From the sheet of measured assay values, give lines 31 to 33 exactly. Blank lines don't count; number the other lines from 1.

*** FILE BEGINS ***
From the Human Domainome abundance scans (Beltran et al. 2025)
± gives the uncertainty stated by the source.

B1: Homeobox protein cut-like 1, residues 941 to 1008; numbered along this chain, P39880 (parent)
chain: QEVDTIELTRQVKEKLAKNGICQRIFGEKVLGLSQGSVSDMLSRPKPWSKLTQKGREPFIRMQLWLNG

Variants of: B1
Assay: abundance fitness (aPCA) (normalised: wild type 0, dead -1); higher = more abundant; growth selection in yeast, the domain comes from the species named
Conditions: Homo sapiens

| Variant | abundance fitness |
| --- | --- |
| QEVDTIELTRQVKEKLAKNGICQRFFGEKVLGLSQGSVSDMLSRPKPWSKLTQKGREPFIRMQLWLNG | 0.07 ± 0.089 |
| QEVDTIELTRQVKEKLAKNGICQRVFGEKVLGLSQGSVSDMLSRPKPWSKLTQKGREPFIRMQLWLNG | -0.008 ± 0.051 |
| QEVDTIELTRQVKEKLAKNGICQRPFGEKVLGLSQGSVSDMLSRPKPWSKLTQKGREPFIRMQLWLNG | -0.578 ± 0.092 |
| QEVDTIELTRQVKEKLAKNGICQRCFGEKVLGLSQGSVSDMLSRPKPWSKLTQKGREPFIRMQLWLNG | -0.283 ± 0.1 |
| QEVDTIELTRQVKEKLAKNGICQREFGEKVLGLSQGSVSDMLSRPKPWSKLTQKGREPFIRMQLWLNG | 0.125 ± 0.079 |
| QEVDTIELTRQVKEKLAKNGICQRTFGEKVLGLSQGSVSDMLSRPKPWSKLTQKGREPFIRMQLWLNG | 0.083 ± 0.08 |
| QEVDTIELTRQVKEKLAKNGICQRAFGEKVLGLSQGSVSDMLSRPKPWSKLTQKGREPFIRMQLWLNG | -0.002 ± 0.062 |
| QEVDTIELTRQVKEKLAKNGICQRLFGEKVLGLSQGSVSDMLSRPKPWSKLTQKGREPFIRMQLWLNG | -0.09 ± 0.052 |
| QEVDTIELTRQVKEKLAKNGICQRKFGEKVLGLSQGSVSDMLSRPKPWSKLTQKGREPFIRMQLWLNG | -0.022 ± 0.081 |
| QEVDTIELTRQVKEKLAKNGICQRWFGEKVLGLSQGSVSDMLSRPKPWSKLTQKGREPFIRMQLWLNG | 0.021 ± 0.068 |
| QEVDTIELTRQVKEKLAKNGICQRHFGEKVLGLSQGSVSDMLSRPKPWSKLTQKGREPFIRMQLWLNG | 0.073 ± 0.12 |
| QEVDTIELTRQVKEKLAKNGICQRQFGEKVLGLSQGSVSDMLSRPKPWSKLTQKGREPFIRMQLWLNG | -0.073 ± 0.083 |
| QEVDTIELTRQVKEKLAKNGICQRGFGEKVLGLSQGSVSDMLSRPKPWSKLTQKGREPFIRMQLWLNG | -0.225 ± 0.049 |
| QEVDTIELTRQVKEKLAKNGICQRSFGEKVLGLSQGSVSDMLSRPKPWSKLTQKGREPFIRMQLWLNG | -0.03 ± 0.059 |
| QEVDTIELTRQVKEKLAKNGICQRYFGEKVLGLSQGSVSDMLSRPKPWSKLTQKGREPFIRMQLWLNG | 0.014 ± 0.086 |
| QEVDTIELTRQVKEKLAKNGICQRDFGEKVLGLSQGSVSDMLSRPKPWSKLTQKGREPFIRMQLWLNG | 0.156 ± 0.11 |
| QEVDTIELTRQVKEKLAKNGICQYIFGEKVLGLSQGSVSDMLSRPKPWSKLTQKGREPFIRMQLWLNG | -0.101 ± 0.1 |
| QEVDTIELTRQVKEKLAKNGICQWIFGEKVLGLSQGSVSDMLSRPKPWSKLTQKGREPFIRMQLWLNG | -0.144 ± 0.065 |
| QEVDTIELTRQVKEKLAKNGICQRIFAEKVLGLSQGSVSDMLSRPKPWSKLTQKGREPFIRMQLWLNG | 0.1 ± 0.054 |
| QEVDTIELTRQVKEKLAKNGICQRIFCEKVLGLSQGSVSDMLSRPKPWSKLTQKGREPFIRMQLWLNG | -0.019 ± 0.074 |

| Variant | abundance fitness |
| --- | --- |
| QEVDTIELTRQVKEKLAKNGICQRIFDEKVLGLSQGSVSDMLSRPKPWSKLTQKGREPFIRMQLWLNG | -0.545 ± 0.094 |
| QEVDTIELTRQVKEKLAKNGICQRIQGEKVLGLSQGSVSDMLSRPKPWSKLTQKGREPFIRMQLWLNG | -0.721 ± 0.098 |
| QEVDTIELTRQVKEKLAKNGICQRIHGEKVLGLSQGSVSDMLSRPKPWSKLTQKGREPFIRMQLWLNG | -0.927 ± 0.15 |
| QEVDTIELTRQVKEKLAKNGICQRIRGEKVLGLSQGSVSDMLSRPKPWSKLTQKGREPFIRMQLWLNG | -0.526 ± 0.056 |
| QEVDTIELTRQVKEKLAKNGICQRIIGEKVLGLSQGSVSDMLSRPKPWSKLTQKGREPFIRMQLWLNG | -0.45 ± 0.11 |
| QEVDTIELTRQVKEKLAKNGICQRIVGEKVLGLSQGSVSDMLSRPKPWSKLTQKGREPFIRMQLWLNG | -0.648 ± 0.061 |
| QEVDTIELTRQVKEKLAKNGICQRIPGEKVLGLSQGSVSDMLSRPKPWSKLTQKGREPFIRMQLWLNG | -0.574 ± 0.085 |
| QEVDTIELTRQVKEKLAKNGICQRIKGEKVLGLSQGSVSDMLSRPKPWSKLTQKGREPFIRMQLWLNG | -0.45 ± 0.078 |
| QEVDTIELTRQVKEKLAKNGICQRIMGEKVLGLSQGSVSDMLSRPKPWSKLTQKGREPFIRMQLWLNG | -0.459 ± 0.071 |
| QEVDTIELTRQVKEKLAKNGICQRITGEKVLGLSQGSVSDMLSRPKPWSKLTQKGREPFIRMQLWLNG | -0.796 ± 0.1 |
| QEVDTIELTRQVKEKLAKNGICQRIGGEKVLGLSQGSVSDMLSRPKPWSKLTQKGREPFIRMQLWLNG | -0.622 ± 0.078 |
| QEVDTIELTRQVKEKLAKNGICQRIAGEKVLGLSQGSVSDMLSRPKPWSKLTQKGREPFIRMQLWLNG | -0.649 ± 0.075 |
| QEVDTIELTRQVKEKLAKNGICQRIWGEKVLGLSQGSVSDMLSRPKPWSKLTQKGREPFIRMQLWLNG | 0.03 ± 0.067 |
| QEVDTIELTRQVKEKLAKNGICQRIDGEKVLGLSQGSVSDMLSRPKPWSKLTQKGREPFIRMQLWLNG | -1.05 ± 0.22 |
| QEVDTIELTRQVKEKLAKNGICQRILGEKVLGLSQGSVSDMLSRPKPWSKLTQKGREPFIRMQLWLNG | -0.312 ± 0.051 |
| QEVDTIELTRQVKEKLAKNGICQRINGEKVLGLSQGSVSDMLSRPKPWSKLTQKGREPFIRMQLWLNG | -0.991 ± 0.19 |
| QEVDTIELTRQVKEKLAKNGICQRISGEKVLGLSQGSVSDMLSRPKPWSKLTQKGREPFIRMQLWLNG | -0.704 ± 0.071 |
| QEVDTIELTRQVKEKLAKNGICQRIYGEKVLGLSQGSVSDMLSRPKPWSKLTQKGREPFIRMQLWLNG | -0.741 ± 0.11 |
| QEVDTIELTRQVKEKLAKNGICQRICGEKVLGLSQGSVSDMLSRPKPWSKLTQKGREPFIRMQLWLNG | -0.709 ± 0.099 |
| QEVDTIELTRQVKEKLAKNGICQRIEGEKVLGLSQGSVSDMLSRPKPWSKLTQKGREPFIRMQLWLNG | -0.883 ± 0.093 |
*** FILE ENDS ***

| --- | --- |
| QEVDTIELTRQVKEKLAKNGICQRIFDEKVLGLSQGSVSDMLSRPKPWSKLTQKGREPFIRMQLWLNG | -0.545 ± 0.094 |
| QEVDTIELTRQVKEKLAKNGICQRIQGEKVLGLSQGSVSDMLSRPKPWSKLTQKGREPFIRMQLWLNG | -0.721 ± 0.098 |